Even though my male students had no inhibitions with interacting with babies, they still had to be taught a few basics on how to hold a newborn.
- Always hold the head
- Be careful of the fontanelles on top. These are the parts of the skull that haven't solidified yet which allow for some squishing during birth. These go away around 5 months… but still be gentle.
Common Ways to Hold & Carry a Baby
The Football Hold
Hold the babies head in the palm of your hand and have the legs go between your arm and body as if you were holding a football.
The Outward Hold
Once they can hold their heads up, you'll see many men holding the baby with one arm kind of propped up on their hip facing outward.
The Cradle Hold
The is the most traditional way of holding a baby where their head rests in your elbow. They can face you or out.
Over the Shoulder
Baby’s head rests on your shoulder or chest and usually sits nicely on your forearm.
Gently hold the baby’s head under their chin between your thumb and pointer finger. Support the baby with this hand and sit them on your leg. Use the other hand to gently pat their back to burp. Save this one for at least a 1 month old.
You can support dad with feeding the baby, too. Nursing is one of the most amazing and cost effective nurturing practices, but don't make jokes. Be sensitive to the mom's comfort level as it can be very unnerving to continue to sustain life with her body. The myriad of benefits are too numerous to list (but include impeccable nutrition, antibodies, calming hormones in mom and baby, and increased healing time for mom…), but you too can nurture by creating space and supporting the parents. Once in a while dad might need a reminder about the masterpiece that the mom's body is, so while he can enjoy this masterpiece, he can also appreciate that it is still sustaining life. Unfortunately our culture has over sexualized breasts but do not forget their larger purpose.
It can sometimes be discouraging to men, as it was for me, when they try to comfort their crying baby and all mom has to do is hold them and they are fine. A mentor of mine had to remind me to not take it personally as it had nothing to do with my ability to care for them and more mom’s ability to nurse.
You won't find a book, journal article, or person in the world that could say, “My child has enough positive male influences in their life so we don't really need you.” In fact, you'll find quite the opposite! Our children are lacking these positive influences for a variety of reasons (absentee father, death, divorce, working too much, jerk, etc.) so even if you don't have kids, you're part of the solution.
Not only can you help encourage development, but these kids will also get to see what positive healthy relationships look like among men (versus womanizing drunks). I am fortunate to have two of my closest friends live on my block, and I see the great benefit my kids have from others speaking positively into their lives, but also drawing boundaries for them by helping correct their behaviors. They bring a variety of experiences and talents to the relationship that I don't have that my kids and I benefit from and vice versa.
Our kids see us work through conflict, love our wives, serve our neighborhood, and be a good friend to each other (Do a search on “friendless man” and you'll see what I mean).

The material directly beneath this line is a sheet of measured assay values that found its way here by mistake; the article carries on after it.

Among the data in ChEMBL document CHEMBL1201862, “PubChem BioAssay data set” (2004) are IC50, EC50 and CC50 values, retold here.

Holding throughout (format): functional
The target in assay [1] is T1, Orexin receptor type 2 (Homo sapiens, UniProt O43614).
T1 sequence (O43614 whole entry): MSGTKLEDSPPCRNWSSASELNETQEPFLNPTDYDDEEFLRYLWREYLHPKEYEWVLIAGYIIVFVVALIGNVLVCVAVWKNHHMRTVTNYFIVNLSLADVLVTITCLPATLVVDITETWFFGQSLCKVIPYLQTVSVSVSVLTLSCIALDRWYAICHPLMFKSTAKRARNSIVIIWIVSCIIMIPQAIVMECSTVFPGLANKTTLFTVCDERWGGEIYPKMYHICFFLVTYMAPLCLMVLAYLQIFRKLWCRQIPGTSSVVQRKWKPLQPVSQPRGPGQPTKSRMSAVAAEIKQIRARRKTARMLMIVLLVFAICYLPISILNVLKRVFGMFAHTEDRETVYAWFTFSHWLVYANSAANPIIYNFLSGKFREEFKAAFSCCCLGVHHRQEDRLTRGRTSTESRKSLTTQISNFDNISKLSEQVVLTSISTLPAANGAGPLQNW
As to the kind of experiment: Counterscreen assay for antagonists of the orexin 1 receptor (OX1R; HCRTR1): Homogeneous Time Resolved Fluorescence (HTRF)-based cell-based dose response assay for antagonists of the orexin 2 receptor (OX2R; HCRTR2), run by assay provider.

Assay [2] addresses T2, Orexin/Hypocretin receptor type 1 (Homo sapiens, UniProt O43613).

See the new level of commitment? You are needed!
- Great way to bond with a baby and let them see everything you see.
- Safe and keeps them from running off
- Promotes intellectual development as baby is constantly able to observe communication and view the world from your perspective.
- Keeps babies germ free – many times babies get passed around, keeping a baby in the carrier prevents and most normal people will keep their distance as they would have to get very close to your personal space to see or touch the baby.
- If you're currently single, wear a baby to the park. If you have a dog, take that, too. You will not be single much longer.
*For safety, consult the directions with the carrier.
|Buckle the waist, follow the directions for back, side, or front carry.
|Amazing for anything. You're holding the baby so bonding and all sorts of developmental things are happening, but they can't run off or touch things. This is my go-to carrier as it is the easiest to put on and the most comfortable. Baby can nap, enjoy conversation, see everything, and enjoy closeness with you. Great for hiking or anything with a walk.
|Similar to the ergo.
|Moby / Sleepywrap
|Tie a bunch of knots around you.
|Not really knots but it feels like it. My first born practically lived in a SleepyWrap. They are cozy but a little cumbersome to put on. A Katan is the same concept and much easier to use. Baby K'tan
|Drapes over one shoulder the other part goes by your waist.
|Baby can lay down and you have two free arms. As they get older, you can do the side carry where they are sitting on your hip, but you've still got two free arms
*I prefer any wrap to a stroller any day. You don't have to worry about stairs, bumps, or the entire thing flipping over… and you get to keep your trunk empty! Now that I have three kids, I finally caved and got a dual stroller to help my wife when she is out alone with all three, but other than that, babywearing all the way!